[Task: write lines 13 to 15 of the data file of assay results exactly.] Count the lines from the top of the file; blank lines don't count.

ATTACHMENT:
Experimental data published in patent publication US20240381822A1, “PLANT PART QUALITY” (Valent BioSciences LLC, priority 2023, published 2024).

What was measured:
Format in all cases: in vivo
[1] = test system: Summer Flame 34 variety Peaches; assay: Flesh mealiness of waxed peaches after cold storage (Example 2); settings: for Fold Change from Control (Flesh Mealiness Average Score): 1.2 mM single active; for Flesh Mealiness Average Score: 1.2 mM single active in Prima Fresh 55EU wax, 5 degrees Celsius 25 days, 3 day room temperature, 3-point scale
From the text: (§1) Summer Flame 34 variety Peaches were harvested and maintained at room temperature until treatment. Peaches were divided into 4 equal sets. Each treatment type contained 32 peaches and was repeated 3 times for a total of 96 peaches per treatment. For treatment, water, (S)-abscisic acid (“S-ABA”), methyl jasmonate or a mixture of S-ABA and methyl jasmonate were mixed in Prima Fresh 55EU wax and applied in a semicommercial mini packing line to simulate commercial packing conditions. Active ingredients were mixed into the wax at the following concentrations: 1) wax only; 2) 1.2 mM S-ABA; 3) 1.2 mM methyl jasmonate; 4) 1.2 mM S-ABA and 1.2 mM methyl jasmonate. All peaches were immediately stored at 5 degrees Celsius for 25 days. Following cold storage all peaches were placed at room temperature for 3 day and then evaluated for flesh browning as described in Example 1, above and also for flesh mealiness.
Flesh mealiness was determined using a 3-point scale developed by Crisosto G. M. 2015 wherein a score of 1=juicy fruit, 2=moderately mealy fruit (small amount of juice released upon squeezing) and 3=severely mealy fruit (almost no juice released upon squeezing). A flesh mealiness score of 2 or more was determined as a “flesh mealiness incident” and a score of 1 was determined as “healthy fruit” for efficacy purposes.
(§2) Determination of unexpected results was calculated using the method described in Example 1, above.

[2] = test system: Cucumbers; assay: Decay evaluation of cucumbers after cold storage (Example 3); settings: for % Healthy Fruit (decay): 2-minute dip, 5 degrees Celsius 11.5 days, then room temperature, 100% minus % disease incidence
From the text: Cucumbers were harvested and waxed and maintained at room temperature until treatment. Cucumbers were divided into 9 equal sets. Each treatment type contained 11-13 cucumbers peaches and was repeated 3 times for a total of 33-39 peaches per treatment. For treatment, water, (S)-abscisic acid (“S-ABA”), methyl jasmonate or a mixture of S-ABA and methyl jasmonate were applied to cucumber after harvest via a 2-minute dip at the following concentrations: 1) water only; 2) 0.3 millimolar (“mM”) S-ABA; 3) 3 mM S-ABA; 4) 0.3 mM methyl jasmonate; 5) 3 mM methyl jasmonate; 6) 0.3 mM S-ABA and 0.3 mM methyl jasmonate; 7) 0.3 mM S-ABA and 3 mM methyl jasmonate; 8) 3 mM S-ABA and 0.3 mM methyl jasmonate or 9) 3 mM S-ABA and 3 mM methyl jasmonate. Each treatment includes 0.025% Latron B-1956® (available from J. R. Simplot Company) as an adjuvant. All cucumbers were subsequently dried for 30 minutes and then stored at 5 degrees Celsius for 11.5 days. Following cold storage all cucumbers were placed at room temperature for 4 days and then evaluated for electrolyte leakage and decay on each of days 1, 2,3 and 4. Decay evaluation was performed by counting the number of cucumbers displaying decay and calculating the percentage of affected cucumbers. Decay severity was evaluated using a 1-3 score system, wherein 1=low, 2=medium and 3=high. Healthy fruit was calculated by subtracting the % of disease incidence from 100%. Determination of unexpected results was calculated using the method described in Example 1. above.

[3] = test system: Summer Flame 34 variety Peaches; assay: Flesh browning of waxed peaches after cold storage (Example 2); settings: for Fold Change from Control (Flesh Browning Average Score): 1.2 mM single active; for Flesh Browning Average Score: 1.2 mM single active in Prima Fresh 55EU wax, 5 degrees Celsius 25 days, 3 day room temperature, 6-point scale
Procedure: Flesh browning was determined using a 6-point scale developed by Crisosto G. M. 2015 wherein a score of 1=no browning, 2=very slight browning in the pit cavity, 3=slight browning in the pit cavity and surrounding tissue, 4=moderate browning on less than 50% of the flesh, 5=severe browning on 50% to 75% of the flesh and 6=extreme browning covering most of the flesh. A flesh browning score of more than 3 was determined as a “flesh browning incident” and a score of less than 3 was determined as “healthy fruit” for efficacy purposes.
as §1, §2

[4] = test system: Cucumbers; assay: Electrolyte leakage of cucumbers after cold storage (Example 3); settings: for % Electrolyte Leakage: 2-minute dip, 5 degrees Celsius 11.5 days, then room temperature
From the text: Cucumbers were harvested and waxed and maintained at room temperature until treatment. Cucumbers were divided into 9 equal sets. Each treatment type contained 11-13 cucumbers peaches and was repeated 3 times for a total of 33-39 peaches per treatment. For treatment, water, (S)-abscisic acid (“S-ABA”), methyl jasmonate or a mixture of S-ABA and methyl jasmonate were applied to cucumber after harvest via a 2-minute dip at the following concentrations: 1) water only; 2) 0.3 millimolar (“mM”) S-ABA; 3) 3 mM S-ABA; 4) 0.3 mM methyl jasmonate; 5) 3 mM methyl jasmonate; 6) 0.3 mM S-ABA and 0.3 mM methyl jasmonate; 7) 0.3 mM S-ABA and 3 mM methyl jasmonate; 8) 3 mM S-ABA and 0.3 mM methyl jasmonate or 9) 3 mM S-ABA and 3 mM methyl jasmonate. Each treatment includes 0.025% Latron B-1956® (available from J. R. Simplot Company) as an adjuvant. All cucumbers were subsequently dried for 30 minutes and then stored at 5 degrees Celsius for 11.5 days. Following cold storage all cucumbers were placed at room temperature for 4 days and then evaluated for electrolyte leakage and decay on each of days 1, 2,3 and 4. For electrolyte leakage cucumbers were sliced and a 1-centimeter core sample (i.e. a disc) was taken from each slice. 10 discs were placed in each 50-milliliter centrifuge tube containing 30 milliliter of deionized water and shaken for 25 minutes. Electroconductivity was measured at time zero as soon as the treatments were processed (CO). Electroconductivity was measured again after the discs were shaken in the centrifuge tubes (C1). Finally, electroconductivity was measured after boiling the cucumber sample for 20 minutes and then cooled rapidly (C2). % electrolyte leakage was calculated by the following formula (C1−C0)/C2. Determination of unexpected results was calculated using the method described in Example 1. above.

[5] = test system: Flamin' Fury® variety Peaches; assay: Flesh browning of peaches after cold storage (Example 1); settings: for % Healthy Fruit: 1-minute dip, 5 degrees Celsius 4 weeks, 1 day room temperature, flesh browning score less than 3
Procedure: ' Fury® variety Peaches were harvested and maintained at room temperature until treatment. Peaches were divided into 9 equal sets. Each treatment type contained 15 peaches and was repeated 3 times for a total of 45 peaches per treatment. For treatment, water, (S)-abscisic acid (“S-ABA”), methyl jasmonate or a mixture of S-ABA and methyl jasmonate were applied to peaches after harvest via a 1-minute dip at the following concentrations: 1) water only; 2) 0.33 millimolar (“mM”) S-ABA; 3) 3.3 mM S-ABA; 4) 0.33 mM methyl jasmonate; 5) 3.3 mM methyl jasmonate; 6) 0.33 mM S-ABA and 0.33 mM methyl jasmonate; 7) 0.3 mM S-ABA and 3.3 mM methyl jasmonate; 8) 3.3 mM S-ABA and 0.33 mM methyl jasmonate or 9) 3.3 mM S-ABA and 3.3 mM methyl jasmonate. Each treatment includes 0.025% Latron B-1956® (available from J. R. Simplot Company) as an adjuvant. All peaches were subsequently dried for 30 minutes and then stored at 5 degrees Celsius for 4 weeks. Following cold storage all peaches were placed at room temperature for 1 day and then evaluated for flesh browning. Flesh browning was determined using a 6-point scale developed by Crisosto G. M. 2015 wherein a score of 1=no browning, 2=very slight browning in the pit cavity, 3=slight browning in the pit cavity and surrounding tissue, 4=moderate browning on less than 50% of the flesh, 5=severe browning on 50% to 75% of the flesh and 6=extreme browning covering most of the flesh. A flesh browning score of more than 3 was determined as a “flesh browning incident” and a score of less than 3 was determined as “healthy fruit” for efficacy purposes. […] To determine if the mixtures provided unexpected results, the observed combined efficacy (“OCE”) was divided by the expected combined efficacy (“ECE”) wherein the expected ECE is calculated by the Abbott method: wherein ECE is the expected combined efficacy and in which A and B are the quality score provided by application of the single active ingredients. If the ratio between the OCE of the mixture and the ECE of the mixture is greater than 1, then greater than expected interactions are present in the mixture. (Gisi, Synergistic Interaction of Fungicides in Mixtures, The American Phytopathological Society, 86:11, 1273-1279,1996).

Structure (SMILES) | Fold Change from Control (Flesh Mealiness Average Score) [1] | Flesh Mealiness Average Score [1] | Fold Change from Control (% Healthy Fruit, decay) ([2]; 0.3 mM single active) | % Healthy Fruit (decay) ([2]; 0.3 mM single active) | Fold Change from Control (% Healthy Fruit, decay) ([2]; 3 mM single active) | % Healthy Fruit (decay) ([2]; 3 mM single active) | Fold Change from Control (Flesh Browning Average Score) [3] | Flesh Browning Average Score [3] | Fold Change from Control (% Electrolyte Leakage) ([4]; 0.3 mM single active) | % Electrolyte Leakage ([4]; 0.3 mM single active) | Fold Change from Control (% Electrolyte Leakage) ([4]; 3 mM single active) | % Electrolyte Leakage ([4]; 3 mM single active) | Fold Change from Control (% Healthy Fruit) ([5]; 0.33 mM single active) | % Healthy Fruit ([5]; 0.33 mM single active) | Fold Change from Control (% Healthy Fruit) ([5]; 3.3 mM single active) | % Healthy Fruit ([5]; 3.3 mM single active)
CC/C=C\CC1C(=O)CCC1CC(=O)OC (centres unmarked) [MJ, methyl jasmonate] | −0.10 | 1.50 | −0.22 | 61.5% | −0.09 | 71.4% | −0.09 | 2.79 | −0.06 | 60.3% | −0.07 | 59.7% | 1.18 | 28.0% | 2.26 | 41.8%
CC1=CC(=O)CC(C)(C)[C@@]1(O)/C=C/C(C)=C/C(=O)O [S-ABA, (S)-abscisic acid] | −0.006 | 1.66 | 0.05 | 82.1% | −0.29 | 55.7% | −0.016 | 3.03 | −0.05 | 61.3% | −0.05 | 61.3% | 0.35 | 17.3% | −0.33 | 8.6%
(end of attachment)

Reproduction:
[4] = test system: Cucumbers; assay: Electrolyte leakage of cucumbers after cold storage (Example 3); settings: for % Electrolyte Leakage: 2-minute dip, 5 degrees Celsius 11.5 days, then room temperature
From the text: Cucumbers were harvested and waxed and maintained at room temperature until treatment. Cucumbers were divided into 9 equal sets. Each treatment type contained 11-13 cucumbers peaches and was repeated 3 times for a total of 33-39 peaches per treatment. For treatment, water, (S)-abscisic acid (“S-ABA”), methyl jasmonate or a mixture of S-ABA and methyl jasmonate were applied to cucumber after harvest via a 2-minute dip at the following concentrations: 1) water only; 2) 0.3 millimolar (“mM”) S-ABA; 3) 3 mM S-ABA; 4) 0.3 mM methyl jasmonate; 5) 3 mM methyl jasmonate; 6) 0.3 mM S-ABA and 0.3 mM methyl jasmonate; 7) 0.3 mM S-ABA and 3 mM methyl jasmonate; 8) 3 mM S-ABA and 0.3 mM methyl jasmonate or 9) 3 mM S-ABA and 3 mM methyl jasmonate. Each treatment includes 0.025% Latron B-1956® (available from J. R. Simplot Company) as an adjuvant. All cucumbers were subsequently dried for 30 minutes and then stored at 5 degrees Celsius for 11.5 days. Following cold storage all cucumbers were placed at room temperature for 4 days and then evaluated for electrolyte leakage and decay on each of days 1, 2,3 and 4. For electrolyte leakage cucumbers were sliced and a 1-centimeter core sample (i.e. a disc) was taken from each slice. 10 discs were placed in each 50-milliliter centrifuge tube containing 30 milliliter of deionized water and shaken for 25 minutes. Electroconductivity was measured at time zero as soon as the treatments were processed (CO). Electroconductivity was measured again after the discs were shaken in the centrifuge tubes (C1). Finally, electroconductivity was measured after boiling the cucumber sample for 20 minutes and then cooled rapidly (C2). % electrolyte leakage was calculated by the following formula (C1−C0)/C2. Determination of unexpected results was calculated using the method described in Example 1. above.

[5] = test system: Flamin' Fury® variety Peaches; assay: Flesh browning of peaches after cold storage (Example 1); settings: for % Healthy Fruit: 1-minute dip, 5 degrees Celsius 4 weeks, 1 day room temperature, flesh browning score less than 3